A proposal by the U.S. Fish & Wildlife Service is seeking to formally open a National Fish Hatchery in Maine to sport fishing.

Soon, there may be a new honey hole to fish in the Ellsworth area. The Green Lake National Fish Hatchery in Ellsworth is part of a proposal from the U.S. Fish & Wildlife Service to expand public access to lands for the purpose of hunting and fishing. The proposal would open the waters near fish hatchery to sport fishing.

The area proposed is Reeds Brook, which flows between Graham Lake and Green Lake. Specifically, a four-acre (approximate) area between the Green Lake hydroelectric dam and the 180 (Mariaville Rd.) bridge is proposed to open. Fishing from the shoreline or with a boat, depending on water levels, would be permitted. Primary inhabitants of the waters include largemouth bass, smallmouth bass, sunfish, chain pickerel, and other warm water species. No special permits will be required, just a valid Maine fishing license.

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Fishing will not be allowed within 50 feet from the hatchery raceways, pools, and fish culture areas, in an effort to maintain biosecurity of stocked fish populations. Fishing in the Green Lake Waterpower Company Hydro-electric tail race area from the shoreline is prohibited. There is no public shoreline access to Green Lake from the hatchery property. Anglers will be able to park their vehicles on the hatchery property while fishing in the area.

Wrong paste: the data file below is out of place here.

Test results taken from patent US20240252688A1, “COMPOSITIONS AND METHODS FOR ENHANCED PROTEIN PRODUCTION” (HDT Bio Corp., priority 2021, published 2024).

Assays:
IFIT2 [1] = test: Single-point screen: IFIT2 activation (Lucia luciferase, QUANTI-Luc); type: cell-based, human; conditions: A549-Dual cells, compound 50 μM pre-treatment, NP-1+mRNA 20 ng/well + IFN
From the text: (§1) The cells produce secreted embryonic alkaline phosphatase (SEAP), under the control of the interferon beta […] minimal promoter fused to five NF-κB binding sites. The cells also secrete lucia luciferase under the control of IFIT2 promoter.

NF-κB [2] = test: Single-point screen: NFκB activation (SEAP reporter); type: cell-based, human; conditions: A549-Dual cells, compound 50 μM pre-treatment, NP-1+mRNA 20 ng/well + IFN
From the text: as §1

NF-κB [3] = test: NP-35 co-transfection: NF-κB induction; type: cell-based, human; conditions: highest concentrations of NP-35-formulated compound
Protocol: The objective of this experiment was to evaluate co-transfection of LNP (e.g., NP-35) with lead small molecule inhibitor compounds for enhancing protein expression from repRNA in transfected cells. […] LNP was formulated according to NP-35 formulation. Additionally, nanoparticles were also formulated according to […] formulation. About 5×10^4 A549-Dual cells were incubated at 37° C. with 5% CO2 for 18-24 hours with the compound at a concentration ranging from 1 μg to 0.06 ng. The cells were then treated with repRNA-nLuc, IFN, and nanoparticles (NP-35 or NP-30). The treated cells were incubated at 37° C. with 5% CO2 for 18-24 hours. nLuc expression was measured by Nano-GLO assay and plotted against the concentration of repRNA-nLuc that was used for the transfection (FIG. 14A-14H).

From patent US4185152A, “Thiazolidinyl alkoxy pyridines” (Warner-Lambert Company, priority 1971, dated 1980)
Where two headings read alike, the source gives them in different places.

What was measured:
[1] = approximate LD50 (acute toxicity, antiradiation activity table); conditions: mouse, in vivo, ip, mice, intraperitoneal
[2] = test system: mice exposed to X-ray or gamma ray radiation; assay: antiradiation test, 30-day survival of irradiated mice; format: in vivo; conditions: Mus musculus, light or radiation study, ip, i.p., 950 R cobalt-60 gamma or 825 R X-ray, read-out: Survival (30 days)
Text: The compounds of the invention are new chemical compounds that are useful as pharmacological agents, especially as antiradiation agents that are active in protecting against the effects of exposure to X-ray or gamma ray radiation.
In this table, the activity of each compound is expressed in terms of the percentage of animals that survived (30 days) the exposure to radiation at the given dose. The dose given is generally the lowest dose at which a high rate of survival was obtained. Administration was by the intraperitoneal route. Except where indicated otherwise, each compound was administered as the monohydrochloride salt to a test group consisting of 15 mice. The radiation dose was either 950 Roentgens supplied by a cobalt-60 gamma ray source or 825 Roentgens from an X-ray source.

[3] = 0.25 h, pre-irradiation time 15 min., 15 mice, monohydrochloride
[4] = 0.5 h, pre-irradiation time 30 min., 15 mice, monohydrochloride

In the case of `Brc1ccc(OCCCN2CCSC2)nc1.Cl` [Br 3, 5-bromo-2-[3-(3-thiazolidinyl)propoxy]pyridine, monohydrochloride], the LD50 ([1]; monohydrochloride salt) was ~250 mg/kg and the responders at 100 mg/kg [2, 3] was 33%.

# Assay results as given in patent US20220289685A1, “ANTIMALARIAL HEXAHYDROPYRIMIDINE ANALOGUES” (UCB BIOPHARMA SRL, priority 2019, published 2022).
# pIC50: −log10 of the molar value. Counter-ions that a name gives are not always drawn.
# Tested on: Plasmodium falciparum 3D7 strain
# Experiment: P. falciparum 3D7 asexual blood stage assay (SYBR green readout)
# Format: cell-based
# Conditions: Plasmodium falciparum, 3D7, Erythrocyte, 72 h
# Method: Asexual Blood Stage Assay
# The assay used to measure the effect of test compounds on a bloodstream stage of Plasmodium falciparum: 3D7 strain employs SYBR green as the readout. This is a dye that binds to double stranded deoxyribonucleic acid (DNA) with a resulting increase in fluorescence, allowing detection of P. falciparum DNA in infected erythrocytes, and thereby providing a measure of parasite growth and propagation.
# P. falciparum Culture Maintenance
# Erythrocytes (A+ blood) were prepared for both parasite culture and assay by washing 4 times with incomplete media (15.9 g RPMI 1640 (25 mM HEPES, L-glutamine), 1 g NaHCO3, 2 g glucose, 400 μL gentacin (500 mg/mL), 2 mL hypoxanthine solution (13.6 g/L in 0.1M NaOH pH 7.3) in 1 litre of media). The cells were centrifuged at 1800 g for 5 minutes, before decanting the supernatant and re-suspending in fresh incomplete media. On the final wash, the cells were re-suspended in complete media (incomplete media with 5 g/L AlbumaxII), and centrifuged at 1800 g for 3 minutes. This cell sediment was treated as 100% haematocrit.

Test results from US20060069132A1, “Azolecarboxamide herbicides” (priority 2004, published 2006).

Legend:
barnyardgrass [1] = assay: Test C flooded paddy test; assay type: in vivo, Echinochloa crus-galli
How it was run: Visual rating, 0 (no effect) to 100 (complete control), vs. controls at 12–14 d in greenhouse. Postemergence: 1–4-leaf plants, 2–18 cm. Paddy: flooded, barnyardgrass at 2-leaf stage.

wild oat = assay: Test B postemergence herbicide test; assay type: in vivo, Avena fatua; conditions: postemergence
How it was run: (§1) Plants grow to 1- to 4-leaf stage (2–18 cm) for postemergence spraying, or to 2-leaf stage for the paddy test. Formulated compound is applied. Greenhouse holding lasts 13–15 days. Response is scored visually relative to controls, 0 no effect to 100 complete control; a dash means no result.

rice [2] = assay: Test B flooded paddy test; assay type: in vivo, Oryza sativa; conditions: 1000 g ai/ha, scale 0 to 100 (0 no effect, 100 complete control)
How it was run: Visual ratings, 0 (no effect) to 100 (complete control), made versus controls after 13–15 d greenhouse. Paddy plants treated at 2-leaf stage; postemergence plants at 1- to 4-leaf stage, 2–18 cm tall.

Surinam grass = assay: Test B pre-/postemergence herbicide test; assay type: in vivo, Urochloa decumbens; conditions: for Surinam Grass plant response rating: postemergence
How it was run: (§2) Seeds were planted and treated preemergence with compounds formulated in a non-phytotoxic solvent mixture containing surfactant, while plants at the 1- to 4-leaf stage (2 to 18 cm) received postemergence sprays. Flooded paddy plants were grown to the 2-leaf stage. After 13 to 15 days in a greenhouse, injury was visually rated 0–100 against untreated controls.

The opening of this area to fishing is just a small piece of the proposal. Land access expansions in Maine for hunting purposes include:

  • Franklin Island National Wildlife Refuge: Open duck, light goose, dark goose, coot, sea duck, rail, snipe, and woodcock hunting, which opens migratory bird hunting for the first time.
  • Moosehorn National Wildlife Refuge: Expand existing white-tailed deer, bear, moose, coyote, woodchuck, porcupine, squirrel, grouse, bobcat, hare, raccoon, skunk, snipe, woodcock, duck, sea duck, light goose, and dark goose hunting on new acres.
  • Petit Manan National Wildlife Refuge: Expanding existing deer, bear, coyote, bobcat, raccoon, fox, hare, skunk, squirrel, woodchuck, porcupine, grouse, snipe, woodcock, sea duck, duck, light goose, dark goose, and rail hunting on new acres.
  • Sunkhaze Meadows National Wildlife Refuge: Extend season dates for existing groundhog and squirrel hunting.
  • Pond Island National Wildlife Refuge: Open duck, sea duck, coot, light goose, and dark goose hunting on new acres, which opens the refuge to migratory bird hunting for the first time.

The Service intends to finalize the proposed changes before the upcoming 2021-2022 hunting seasons. The period for public comment closed on July 6. There's no word yet on if or when the Green Lake National Fish Hatchery will open to fishing. We'll keep you posted.

The hatchery raises eight river-specific strains of Atlantic salmon for the recovering endangered Atlantic salmon. According to the hatchery, "three out of every four Atlantic salmon returning to U.S. waters come from the Green Lake National Fish Hatchery." The goal of the stocking program is to restore "self-sustaining" fish populations.

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